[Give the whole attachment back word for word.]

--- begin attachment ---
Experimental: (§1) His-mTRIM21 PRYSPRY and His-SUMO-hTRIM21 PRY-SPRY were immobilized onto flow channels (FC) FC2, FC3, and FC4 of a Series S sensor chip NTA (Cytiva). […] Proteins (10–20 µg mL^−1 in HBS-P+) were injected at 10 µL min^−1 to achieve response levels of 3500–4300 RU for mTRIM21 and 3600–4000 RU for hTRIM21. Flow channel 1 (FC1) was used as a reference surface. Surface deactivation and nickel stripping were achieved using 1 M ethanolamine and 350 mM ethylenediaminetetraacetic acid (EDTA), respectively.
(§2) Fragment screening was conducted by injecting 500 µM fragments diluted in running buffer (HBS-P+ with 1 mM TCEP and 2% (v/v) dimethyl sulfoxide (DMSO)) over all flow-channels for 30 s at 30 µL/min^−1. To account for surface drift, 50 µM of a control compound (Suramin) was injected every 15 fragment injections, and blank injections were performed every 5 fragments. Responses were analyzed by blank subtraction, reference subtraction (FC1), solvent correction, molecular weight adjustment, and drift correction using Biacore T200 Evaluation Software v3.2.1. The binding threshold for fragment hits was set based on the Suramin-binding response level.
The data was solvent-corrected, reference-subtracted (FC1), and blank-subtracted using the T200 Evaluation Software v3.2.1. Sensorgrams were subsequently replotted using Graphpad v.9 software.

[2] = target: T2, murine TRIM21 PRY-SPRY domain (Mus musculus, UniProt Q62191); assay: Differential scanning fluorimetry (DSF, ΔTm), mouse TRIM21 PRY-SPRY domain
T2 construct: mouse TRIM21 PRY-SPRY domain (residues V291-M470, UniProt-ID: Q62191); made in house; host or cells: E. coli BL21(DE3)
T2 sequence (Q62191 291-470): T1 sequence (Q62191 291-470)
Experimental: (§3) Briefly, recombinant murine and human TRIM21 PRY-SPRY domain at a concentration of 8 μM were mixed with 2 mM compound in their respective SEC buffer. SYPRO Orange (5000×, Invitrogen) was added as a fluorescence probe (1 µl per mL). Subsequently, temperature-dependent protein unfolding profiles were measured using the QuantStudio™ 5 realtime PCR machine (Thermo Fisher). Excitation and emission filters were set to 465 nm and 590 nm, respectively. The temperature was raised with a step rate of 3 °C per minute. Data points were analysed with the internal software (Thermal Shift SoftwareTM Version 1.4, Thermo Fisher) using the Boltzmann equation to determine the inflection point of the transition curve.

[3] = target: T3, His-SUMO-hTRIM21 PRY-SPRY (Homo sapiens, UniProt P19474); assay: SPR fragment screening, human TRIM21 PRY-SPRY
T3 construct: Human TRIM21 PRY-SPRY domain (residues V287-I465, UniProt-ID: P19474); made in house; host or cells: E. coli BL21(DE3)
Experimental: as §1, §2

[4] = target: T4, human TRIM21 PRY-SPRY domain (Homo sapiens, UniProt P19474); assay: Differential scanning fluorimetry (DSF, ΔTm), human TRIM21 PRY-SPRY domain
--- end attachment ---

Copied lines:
Experimental: (§1) His-mTRIM21 PRYSPRY and His-SUMO-hTRIM21 PRY-SPRY were immobilized onto flow channels (FC) FC2, FC3, and FC4 of a Series S sensor chip NTA (Cytiva). […] Proteins (10–20 µg mL^−1 in HBS-P+) were injected at 10 µL min^−1 to achieve response levels of 3500–4300 RU for mTRIM21 and 3600–4000 RU for hTRIM21. Flow channel 1 (FC1) was used as a reference surface. Surface deactivation and nickel stripping were achieved using 1 M ethanolamine and 350 mM ethylenediaminetetraacetic acid (EDTA), respectively.
(§2) Fragment screening was conducted by injecting 500 µM fragments diluted in running buffer (HBS-P+ with 1 mM TCEP and 2% (v/v) dimethyl sulfoxide (DMSO)) over all flow-channels for 30 s at 30 µL/min^−1. To account for surface drift, 50 µM of a control compound (Suramin) was injected every 15 fragment injections, and blank injections were performed every 5 fragments. Responses were analyzed by blank subtraction, reference subtraction (FC1), solvent correction, molecular weight adjustment, and drift correction using Biacore T200 Evaluation Software v3.2.1. The binding threshold for fragment hits was set based on the Suramin-binding response level.
The data was solvent-corrected, reference-subtracted (FC1), and blank-subtracted using the T200 Evaluation Software v3.2.1. Sensorgrams were subsequently replotted using Graphpad v.9 software.

[2] = target: T2, murine TRIM21 PRY-SPRY domain (Mus musculus, UniProt Q62191); assay: Differential scanning fluorimetry (DSF, ΔTm), mouse TRIM21 PRY-SPRY domain
T2 construct: mouse TRIM21 PRY-SPRY domain (residues V291-M470, UniProt-ID: Q62191); made in house; host or cells: E. coli BL21(DE3)
T2 sequence (Q62191 291-470): T1 sequence (Q62191 291-470)
Experimental: (§3) Briefly, recombinant murine and human TRIM21 PRY-SPRY domain at a concentration of 8 μM were mixed with 2 mM compound in their respective SEC buffer. SYPRO Orange (5000×, Invitrogen) was added as a fluorescence probe (1 µl per mL). Subsequently, temperature-dependent protein unfolding profiles were measured using the QuantStudio™ 5 realtime PCR machine (Thermo Fisher). Excitation and emission filters were set to 465 nm and 590 nm, respectively. The temperature was raised with a step rate of 3 °C per minute. Data points were analysed with the internal software (Thermal Shift SoftwareTM Version 1.4, Thermo Fisher) using the Boltzmann equation to determine the inflection point of the transition curve.

[3] = target: T3, His-SUMO-hTRIM21 PRY-SPRY (Homo sapiens, UniProt P19474); assay: SPR fragment screening, human TRIM21 PRY-SPRY
T3 construct: Human TRIM21 PRY-SPRY domain (residues V287-I465, UniProt-ID: P19474); made in house; host or cells: E. coli BL21(DE3)
Experimental: as §1, §2

[4] = target: T4, human TRIM21 PRY-SPRY domain (Homo sapiens, UniProt P19474); assay: Differential scanning fluorimetry (DSF, ΔTm), human TRIM21 PRY-SPRY domain